Welcome to Overdrive, where we cover everything to do with motoring and transport from the sublime to the ridiculous.
- New Hilux Upgrades Style, Performance and Features (2:00)
- Audi e-tron and e-tron Sportback set to arrive in Australia (2:57)
- Recycling more heat: Hyundai and Kia turn up EV efficiency with new heat pump technology (4:02)
- Honda Australia creates Bathurst dreamscape made of LEGO® bricks (5:07)
- Flop of BlueIndy car-share reflects broader ride-hailing challenges (6:00)
- Has our clever traffic signal systems been able to cope with the big volume changes from COVID-19 or are we all getting frustrated? Ken Dobinson, a senior manager when the world class SCATS system was developed in Sydney has his doubts. (7:10)
- Have you kept some toy cars from your youth? 30 years ago our very own Dean Oliver put aside a few toys on top of the cupboard; they were impossible to throw away because of the memories. Dean relates his dusty rediscovery. (15:22)
- On a few issues that have come up (19:57)
- And in quirky news Brian Smith asks the question: “Should COVID-19 mean you don’t have to take a driver’s test?” (20:55)
New Hilux Upgrades Style, Performance and Features
The biggest selling ute in Australia at the moment is the Toyota Hilux and now they are displaying a soon to be released new model.
Toyota’s new Hilux ute will be available in Australia in late August.
They have made it bolder and tougher-looking with smaller narrower headlights but without harsh angular lines; more flowing bulges over the wheels and side panels.
The top of the range 2.8-litre turbo-diesel gets more power and torque and better fuel consumption. They have also tweaked the suspension.
Along with the macho look and performance, inside gets more conveniences with an 8-inch display screen and the latest smartphone integration functions, including Apple CarPlay®1 and Android Auto.
To-date Toyota has sold more than a million Hiluxes in Australia. This one should help add to that.
The start of a new era of mobility: the first-ever Audi e-tron and e-tron Sportback set to arrive in Australia
Audi Australia is entering the electric vehicle segment with what they call e-tron vehicles.
And it is not just the power plant that they are pushing.
Audi’s first-ever all-electric vehicles, the e-tron and e-tron Sportback, are SUV vehicles with a focus on style rather than being just big and square.
They emphasise sophisticated technology giving a range of 300km for the smaller battery pack and 400km for the larger one. Servicing and roadside assistance is provided for the first 6 years.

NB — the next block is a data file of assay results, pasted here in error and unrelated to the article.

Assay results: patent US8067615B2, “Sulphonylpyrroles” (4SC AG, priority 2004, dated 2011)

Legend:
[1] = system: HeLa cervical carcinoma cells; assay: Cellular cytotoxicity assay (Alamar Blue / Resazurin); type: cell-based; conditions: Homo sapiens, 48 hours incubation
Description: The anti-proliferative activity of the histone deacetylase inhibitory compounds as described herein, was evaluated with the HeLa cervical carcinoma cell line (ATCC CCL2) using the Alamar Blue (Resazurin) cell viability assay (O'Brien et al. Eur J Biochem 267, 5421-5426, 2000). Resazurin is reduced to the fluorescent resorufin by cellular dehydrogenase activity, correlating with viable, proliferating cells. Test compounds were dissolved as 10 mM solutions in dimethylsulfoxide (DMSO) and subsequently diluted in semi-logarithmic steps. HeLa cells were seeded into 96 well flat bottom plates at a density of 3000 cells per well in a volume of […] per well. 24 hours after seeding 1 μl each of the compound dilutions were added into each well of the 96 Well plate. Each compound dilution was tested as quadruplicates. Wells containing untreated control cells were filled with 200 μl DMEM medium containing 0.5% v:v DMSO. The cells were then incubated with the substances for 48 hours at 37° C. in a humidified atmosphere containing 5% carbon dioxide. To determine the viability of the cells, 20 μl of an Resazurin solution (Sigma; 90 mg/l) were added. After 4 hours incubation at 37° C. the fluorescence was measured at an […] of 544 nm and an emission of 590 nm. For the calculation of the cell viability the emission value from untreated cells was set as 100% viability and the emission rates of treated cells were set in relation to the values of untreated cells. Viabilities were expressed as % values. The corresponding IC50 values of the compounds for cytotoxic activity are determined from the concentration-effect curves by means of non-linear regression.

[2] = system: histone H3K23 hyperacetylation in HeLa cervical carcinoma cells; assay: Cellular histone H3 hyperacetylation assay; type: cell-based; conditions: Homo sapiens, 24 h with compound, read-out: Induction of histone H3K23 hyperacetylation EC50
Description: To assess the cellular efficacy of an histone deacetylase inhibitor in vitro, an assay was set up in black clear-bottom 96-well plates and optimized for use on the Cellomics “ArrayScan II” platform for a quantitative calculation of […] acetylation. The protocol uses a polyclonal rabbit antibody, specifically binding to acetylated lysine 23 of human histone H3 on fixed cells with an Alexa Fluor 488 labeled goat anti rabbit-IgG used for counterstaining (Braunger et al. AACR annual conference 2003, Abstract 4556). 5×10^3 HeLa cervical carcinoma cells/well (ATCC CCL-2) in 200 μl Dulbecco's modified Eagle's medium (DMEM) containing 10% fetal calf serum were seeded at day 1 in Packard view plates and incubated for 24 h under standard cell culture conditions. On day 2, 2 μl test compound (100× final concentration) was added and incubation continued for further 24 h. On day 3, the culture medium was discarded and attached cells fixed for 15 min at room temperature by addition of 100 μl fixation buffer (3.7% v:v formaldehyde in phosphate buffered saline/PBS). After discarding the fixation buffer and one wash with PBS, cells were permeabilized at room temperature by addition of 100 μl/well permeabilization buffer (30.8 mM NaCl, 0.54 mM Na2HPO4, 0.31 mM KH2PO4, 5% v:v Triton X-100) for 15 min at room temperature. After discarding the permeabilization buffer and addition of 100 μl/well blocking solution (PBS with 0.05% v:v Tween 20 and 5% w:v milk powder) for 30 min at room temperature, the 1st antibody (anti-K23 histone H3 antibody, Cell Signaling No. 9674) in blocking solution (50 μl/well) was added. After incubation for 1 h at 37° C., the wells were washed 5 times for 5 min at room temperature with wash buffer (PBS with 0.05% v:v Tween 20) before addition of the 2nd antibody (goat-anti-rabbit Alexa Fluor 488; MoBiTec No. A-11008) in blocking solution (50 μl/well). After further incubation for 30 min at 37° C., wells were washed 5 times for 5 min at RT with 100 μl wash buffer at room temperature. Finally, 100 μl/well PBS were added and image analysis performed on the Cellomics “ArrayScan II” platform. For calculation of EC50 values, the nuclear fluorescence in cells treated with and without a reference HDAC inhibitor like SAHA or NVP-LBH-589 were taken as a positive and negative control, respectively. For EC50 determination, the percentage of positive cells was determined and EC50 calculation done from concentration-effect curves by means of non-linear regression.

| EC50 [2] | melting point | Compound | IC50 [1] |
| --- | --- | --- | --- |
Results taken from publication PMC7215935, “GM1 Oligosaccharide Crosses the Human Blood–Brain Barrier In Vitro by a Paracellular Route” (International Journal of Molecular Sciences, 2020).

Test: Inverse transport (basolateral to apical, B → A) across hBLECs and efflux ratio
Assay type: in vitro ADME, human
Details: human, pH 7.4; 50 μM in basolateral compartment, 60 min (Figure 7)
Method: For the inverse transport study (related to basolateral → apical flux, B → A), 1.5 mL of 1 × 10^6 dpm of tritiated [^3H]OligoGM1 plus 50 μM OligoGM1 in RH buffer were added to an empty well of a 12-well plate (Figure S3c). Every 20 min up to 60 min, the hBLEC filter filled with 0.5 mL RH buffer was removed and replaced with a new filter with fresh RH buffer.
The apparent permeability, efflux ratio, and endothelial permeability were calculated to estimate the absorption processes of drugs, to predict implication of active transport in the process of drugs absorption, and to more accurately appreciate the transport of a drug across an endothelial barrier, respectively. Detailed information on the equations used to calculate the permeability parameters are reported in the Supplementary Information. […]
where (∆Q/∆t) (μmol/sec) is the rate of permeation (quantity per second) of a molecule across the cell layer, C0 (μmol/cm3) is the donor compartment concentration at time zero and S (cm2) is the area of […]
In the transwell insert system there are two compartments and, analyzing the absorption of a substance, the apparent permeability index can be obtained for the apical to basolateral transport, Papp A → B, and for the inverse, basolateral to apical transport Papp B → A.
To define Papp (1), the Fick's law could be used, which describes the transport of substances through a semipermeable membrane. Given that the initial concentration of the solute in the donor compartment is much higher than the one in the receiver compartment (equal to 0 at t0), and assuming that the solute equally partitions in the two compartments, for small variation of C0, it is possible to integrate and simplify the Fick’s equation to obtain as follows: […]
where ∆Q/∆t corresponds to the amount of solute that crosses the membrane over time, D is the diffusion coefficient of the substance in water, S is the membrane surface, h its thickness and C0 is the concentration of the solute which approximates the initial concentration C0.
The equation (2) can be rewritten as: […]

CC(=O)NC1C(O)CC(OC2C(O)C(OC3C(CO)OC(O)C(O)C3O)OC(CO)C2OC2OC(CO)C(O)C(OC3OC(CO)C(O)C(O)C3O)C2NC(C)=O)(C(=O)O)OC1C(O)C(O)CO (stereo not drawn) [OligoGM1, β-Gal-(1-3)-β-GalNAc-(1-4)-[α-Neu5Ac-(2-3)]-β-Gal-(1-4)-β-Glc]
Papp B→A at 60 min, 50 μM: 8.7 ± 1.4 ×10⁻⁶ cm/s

A few distinguishing features are that every e-tron variant can tow up to 1.8 tonnes
All vehicles have all-wheel drive and inside a huge 10.1-inch screen for infotainment and 8.6-inch for vehicle functions.
There’s even an option for virtual exterior mirrors.
The vehicle will be available from September from about $138,000 to $170,000 plus on roads
Recycling more heat: Hyundai and Kia turn up EV efficiency with new heat pump technology
The Hyundai motor group has been developing ecofriendly vehicles for 30 years. Their experience shows just how far alternative fuel cars have come.
Hyundai’s first electric concept vehicle released in 1991 was based on the Sonata sedan, it featured a lead-acid battery and offered a range of just 71km, and a top speed of only 60km/h.
Getting the most out of an electric vehicle needs good batteries but also managing the power situation of the whole car.
A concern with electric vehicles is that energy used to heat the interior in cold weather reduces the range of the vehicle, but Hyundai’s system, to be part of all their EVs, uses the heat from the batteries; a similar principle to a fossil fuel car using heat from the radiator.
The latest Hyundai Kona SUV electric vehicle has a range, rated at 449km.
Honda Australia creates Bathurst dreamscape made of LEGO
Building on their sponsorship of the Lego Master’s television series, Honda has commissioned a model that is close to heart of motor sport fans.
Honda commissioned Ryan ‘The Brickman’ McNaught to build a Lego version of the Mt Panorama racing circuit.
Its quaint but will it appeal to motoring racing purists?
The layout is simplistic without a clear Caltex Chase kink in Concord Straight and there is no escape road at the end of the straight if your brakes were to fail.
One person has asked whether to be authentic does it need some clearly intoxicated enthusiasts at the top of the mountain.
Formula 1 driver Eddie Irvine came to the circuit some years ago and was asked if he had been to the top of the mountain. He said no, but he had seen the smoke signals.
Flop of BlueIndy car-share reflects broader ride-hailing challenges
Car-sharing was once seen as the next big thing. In Australia GoGet is still a player for example. IN America a number of companies have tried but the failures are mounting up.
BlueIndy, a pioneering car-sharing service in Indianapolis, that launched in 2014, has closed its business.
Using specially designed electric cars that also operate in Paris it was hailed as an ecofriendly service suited to the less densely populated city.
Former Indianapolis Mayor Greg Ballard thought that it would give the city a progressive feel and they invested in the development.
General Motors has now closed down its Maven car share business and Share Now, the BMW/Daimler venture, have pulled out of the North American market.
None of these start-ups were doing well but the COVID-19 crisis added to people’s desire to travel in their own vehicles rather than share cars with others.
Originally broadcast 13 June 2020 across Community Broadcasting Association of Australia (CBAA) and Torque Radio affiliated commercial radio channels and has a weekly audience of over 450,000.